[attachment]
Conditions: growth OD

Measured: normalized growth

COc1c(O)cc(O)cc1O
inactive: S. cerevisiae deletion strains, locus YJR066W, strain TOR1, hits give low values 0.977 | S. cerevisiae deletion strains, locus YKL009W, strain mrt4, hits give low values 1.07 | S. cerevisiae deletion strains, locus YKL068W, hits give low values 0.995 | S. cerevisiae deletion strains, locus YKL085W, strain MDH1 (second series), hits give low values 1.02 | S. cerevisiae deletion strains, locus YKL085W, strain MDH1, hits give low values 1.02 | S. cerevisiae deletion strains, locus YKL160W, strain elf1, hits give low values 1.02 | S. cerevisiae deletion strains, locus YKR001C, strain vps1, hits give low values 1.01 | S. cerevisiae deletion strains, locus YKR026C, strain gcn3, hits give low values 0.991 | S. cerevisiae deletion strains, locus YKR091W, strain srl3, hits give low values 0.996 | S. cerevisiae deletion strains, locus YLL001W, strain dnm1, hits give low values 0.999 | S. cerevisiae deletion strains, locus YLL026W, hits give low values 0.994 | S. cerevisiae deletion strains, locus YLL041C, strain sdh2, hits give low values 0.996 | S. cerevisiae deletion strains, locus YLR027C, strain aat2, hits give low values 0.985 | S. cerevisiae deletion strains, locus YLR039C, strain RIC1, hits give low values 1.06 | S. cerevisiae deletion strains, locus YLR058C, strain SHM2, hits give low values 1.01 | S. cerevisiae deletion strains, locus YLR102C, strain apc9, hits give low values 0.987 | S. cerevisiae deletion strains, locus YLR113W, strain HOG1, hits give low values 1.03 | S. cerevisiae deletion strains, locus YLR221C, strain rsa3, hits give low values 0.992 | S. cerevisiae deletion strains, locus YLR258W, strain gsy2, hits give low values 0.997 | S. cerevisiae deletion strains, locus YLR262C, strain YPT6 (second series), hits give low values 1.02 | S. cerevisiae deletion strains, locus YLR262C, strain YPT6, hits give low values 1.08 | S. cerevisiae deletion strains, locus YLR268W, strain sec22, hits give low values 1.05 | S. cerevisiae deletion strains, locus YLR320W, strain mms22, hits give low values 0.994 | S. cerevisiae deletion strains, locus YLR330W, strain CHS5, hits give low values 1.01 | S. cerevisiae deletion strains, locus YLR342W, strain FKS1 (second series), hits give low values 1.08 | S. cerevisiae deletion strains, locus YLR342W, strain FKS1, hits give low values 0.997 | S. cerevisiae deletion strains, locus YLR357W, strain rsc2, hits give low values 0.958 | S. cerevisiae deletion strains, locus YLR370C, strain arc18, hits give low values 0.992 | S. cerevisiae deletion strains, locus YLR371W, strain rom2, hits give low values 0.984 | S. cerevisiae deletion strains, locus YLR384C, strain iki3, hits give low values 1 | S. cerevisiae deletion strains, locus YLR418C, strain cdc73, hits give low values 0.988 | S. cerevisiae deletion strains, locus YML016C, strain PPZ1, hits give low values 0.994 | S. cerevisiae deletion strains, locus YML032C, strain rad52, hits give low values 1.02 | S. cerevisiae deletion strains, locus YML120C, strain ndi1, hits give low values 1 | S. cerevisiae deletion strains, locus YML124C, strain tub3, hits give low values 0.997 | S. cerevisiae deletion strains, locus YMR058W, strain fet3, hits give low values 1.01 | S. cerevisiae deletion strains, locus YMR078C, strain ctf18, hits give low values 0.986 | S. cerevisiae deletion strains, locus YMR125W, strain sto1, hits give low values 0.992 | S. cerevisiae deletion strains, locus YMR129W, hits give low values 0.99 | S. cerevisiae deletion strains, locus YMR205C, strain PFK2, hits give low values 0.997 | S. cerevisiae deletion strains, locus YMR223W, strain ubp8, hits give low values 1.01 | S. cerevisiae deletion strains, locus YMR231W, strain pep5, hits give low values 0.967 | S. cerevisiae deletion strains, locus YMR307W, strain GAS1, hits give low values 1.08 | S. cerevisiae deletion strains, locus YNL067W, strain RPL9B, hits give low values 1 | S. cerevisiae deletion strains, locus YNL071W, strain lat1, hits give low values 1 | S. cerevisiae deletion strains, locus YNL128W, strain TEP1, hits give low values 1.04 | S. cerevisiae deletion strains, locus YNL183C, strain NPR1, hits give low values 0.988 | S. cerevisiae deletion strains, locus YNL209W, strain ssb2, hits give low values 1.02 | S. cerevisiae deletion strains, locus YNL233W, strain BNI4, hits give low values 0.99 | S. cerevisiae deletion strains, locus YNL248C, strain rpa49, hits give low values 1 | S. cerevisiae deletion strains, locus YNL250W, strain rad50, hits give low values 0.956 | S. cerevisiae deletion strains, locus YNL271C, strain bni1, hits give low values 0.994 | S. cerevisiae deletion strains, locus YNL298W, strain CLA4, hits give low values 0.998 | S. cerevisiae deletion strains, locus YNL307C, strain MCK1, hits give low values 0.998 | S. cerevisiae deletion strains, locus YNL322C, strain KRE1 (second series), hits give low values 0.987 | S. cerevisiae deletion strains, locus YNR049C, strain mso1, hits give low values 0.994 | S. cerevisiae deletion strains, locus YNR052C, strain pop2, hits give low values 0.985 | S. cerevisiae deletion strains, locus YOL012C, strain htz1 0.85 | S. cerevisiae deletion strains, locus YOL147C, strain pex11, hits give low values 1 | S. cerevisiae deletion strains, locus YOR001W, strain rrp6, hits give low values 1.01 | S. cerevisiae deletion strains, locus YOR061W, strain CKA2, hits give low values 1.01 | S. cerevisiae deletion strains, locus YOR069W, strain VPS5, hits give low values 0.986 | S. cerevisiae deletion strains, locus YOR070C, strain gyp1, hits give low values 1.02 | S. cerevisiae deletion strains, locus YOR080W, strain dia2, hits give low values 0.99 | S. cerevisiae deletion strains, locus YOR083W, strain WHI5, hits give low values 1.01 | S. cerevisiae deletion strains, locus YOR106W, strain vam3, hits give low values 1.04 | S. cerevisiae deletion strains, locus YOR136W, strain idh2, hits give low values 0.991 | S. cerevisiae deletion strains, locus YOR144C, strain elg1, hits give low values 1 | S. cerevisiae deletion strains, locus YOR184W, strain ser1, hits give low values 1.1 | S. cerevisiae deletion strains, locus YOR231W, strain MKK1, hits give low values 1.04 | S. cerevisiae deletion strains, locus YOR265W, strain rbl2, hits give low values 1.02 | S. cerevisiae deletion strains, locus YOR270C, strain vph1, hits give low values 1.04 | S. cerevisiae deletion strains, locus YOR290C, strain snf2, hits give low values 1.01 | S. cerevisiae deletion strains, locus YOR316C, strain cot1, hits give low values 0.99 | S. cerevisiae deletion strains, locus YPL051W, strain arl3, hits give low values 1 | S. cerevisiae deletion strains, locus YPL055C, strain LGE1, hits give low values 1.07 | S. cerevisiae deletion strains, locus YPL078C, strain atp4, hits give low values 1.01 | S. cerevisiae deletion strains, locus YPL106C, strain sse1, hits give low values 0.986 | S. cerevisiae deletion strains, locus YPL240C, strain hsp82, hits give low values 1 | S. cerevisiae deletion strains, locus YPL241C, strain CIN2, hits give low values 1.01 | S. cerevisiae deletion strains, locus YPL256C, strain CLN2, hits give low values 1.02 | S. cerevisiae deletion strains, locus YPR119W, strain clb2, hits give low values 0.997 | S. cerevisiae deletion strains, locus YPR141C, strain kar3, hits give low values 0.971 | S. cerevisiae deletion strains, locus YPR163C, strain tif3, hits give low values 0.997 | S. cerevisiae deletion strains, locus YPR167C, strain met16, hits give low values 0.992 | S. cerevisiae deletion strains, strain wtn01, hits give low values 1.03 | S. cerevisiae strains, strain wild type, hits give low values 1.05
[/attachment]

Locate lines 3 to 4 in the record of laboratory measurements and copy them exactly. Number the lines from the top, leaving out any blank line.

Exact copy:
COc1c(O)cc(O)cc1O
inactive: S. cerevisiae deletion strains, locus YJR066W, strain TOR1, hits give low values 0.977 | S. cerevisiae deletion strains, locus YKL009W, strain mrt4, hits give low values 1.07 | S. cerevisiae deletion strains, locus YKL068W, hits give low values 0.995 | S. cerevisiae deletion strains, locus YKL085W, strain MDH1 (second series), hits give low values 1.02 | S. cerevisiae deletion strains, locus YKL085W, strain MDH1, hits give low values 1.02 | S. cerevisiae deletion strains, locus YKL160W, strain elf1, hits give low values 1.02 | S. cerevisiae deletion strains, locus YKR001C, strain vps1, hits give low values 1.01 | S. cerevisiae deletion strains, locus YKR026C, strain gcn3, hits give low values 0.991 | S. cerevisiae deletion strains, locus YKR091W, strain srl3, hits give low values 0.996 | S. cerevisiae deletion strains, locus YLL001W, strain dnm1, hits give low values 0.999 | S. cerevisiae deletion strains, locus YLL026W, hits give low values 0.994 | S. cerevisiae deletion strains, locus YLL041C, strain sdh2, hits give low values 0.996 | S. cerevisiae deletion strains, locus YLR027C, strain aat2, hits give low values 0.985 | S. cerevisiae deletion strains, locus YLR039C, strain RIC1, hits give low values 1.06 | S. cerevisiae deletion strains, locus YLR058C, strain SHM2, hits give low values 1.01 | S. cerevisiae deletion strains, locus YLR102C, strain apc9, hits give low values 0.987 | S. cerevisiae deletion strains, locus YLR113W, strain HOG1, hits give low values 1.03 | S. cerevisiae deletion strains, locus YLR221C, strain rsa3, hits give low values 0.992 | S. cerevisiae deletion strains, locus YLR258W, strain gsy2, hits give low values 0.997 | S. cerevisiae deletion strains, locus YLR262C, strain YPT6 (second series), hits give low values 1.02 | S. cerevisiae deletion strains, locus YLR262C, strain YPT6, hits give low values 1.08 | S. cerevisiae deletion strains, locus YLR268W, strain sec22, hits give low values 1.05 | S. cerevisiae deletion strains, locus YLR320W, strain mms22, hits give low values 0.994 | S. cerevisiae deletion strains, locus YLR330W, strain CHS5, hits give low values 1.01 | S. cerevisiae deletion strains, locus YLR342W, strain FKS1 (second series), hits give low values 1.08 | S. cerevisiae deletion strains, locus YLR342W, strain FKS1, hits give low values 0.997 | S. cerevisiae deletion strains, locus YLR357W, strain rsc2, hits give low values 0.958 | S. cerevisiae deletion strains, locus YLR370C, strain arc18, hits give low values 0.992 | S. cerevisiae deletion strains, locus YLR371W, strain rom2, hits give low values 0.984 | S. cerevisiae deletion strains, locus YLR384C, strain iki3, hits give low values 1 | S. cerevisiae deletion strains, locus YLR418C, strain cdc73, hits give low values 0.988 | S. cerevisiae deletion strains, locus YML016C, strain PPZ1, hits give low values 0.994 | S. cerevisiae deletion strains, locus YML032C, strain rad52, hits give low values 1.02 | S. cerevisiae deletion strains, locus YML120C, strain ndi1, hits give low values 1 | S. cerevisiae deletion strains, locus YML124C, strain tub3, hits give low values 0.997 | S. cerevisiae deletion strains, locus YMR058W, strain fet3, hits give low values 1.01 | S. cerevisiae deletion strains, locus YMR078C, strain ctf18, hits give low values 0.986 | S. cerevisiae deletion strains, locus YMR125W, strain sto1, hits give low values 0.992 | S. cerevisiae deletion strains, locus YMR129W, hits give low values 0.99 | S. cerevisiae deletion strains, locus YMR205C, strain PFK2, hits give low values 0.997 | S. cerevisiae deletion strains, locus YMR223W, strain ubp8, hits give low values 1.01 | S. cerevisiae deletion strains, locus YMR231W, strain pep5, hits give low values 0.967 | S. cerevisiae deletion strains, locus YMR307W, strain GAS1, hits give low values 1.08 | S. cerevisiae deletion strains, locus YNL067W, strain RPL9B, hits give low values 1 | S. cerevisiae deletion strains, locus YNL071W, strain lat1, hits give low values 1 | S. cerevisiae deletion strains, locus YNL128W, strain TEP1, hits give low values 1.04 | S. cerevisiae deletion strains, locus YNL183C, strain NPR1, hits give low values 0.988 | S. cerevisiae deletion strains, locus YNL209W, strain ssb2, hits give low values 1.02 | S. cerevisiae deletion strains, locus YNL233W, strain BNI4, hits give low values 0.99 | S. cerevisiae deletion strains, locus YNL248C, strain rpa49, hits give low values 1 | S. cerevisiae deletion strains, locus YNL250W, strain rad50, hits give low values 0.956 | S. cerevisiae deletion strains, locus YNL271C, strain bni1, hits give low values 0.994 | S. cerevisiae deletion strains, locus YNL298W, strain CLA4, hits give low values 0.998 | S. cerevisiae deletion strains, locus YNL307C, strain MCK1, hits give low values 0.998 | S. cerevisiae deletion strains, locus YNL322C, strain KRE1 (second series), hits give low values 0.987 | S. cerevisiae deletion strains, locus YNR049C, strain mso1, hits give low values 0.994 | S. cerevisiae deletion strains, locus YNR052C, strain pop2, hits give low values 0.985 | S. cerevisiae deletion strains, locus YOL012C, strain htz1 0.85 | S. cerevisiae deletion strains, locus YOL147C, strain pex11, hits give low values 1 | S. cerevisiae deletion strains, locus YOR001W, strain rrp6, hits give low values 1.01 | S. cerevisiae deletion strains, locus YOR061W, strain CKA2, hits give low values 1.01 | S. cerevisiae deletion strains, locus YOR069W, strain VPS5, hits give low values 0.986 | S. cerevisiae deletion strains, locus YOR070C, strain gyp1, hits give low values 1.02 | S. cerevisiae deletion strains, locus YOR080W, strain dia2, hits give low values 0.99 | S. cerevisiae deletion strains, locus YOR083W, strain WHI5, hits give low values 1.01 | S. cerevisiae deletion strains, locus YOR106W, strain vam3, hits give low values 1.04 | S. cerevisiae deletion strains, locus YOR136W, strain idh2, hits give low values 0.991 | S. cerevisiae deletion strains, locus YOR144C, strain elg1, hits give low values 1 | S. cerevisiae deletion strains, locus YOR184W, strain ser1, hits give low values 1.1 | S. cerevisiae deletion strains, locus YOR231W, strain MKK1, hits give low values 1.04 | S. cerevisiae deletion strains, locus YOR265W, strain rbl2, hits give low values 1.02 | S. cerevisiae deletion strains, locus YOR270C, strain vph1, hits give low values 1.04 | S. cerevisiae deletion strains, locus YOR290C, strain snf2, hits give low values 1.01 | S. cerevisiae deletion strains, locus YOR316C, strain cot1, hits give low values 0.99 | S. cerevisiae deletion strains, locus YPL051W, strain arl3, hits give low values 1 | S. cerevisiae deletion strains, locus YPL055C, strain LGE1, hits give low values 1.07 | S. cerevisiae deletion strains, locus YPL078C, strain atp4, hits give low values 1.01 | S. cerevisiae deletion strains, locus YPL106C, strain sse1, hits give low values 0.986 | S. cerevisiae deletion strains, locus YPL240C, strain hsp82, hits give low values 1 | S. cerevisiae deletion strains, locus YPL241C, strain CIN2, hits give low values 1.01 | S. cerevisiae deletion strains, locus YPL256C, strain CLN2, hits give low values 1.02 | S. cerevisiae deletion strains, locus YPR119W, strain clb2, hits give low values 0.997 | S. cerevisiae deletion strains, locus YPR141C, strain kar3, hits give low values 0.971 | S. cerevisiae deletion strains, locus YPR163C, strain tif3, hits give low values 0.997 | S. cerevisiae deletion strains, locus YPR167C, strain met16, hits give low values 0.992 | S. cerevisiae deletion strains, strain wtn01, hits give low values 1.03 | S. cerevisiae strains, strain wild type, hits give low values 1.05